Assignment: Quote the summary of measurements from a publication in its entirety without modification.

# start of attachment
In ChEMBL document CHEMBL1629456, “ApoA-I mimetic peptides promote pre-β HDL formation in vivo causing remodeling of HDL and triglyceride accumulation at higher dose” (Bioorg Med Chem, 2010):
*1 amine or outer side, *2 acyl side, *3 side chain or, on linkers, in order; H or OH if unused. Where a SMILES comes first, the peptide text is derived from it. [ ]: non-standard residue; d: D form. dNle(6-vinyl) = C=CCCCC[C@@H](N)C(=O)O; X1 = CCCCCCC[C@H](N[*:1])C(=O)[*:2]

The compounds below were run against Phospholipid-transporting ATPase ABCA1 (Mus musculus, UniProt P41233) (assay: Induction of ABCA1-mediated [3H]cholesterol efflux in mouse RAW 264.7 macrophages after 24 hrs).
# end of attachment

In ChEMBL document CHEMBL1629456, “ApoA-I mimetic peptides promote pre-β HDL formation in vivo causing remodeling of HDL and triglyceride accumulation at higher dose” (Bioorg Med Chem, 2010):
*1 amine or outer side, *2 acyl side, *3 side chain or, on linkers, in order; H or OH if unused. Where a SMILES comes first, the peptide text is derived from it. [ ]: non-standard residue; d: D form. dNle(6-vinyl) = C=CCCCC[C@@H](N)C(=O)O; X1 = CCCCCCC[C@H](N[*:1])C(=O)[*:2]

The compounds below were run against Phospholipid-transporting ATPase ABCA1 (Mus musculus, UniProt P41233) (assay: Induction of ABCA1-mediated [3H]cholesterol efflux in mouse RAW 264.7 macrophages after 24 hrs).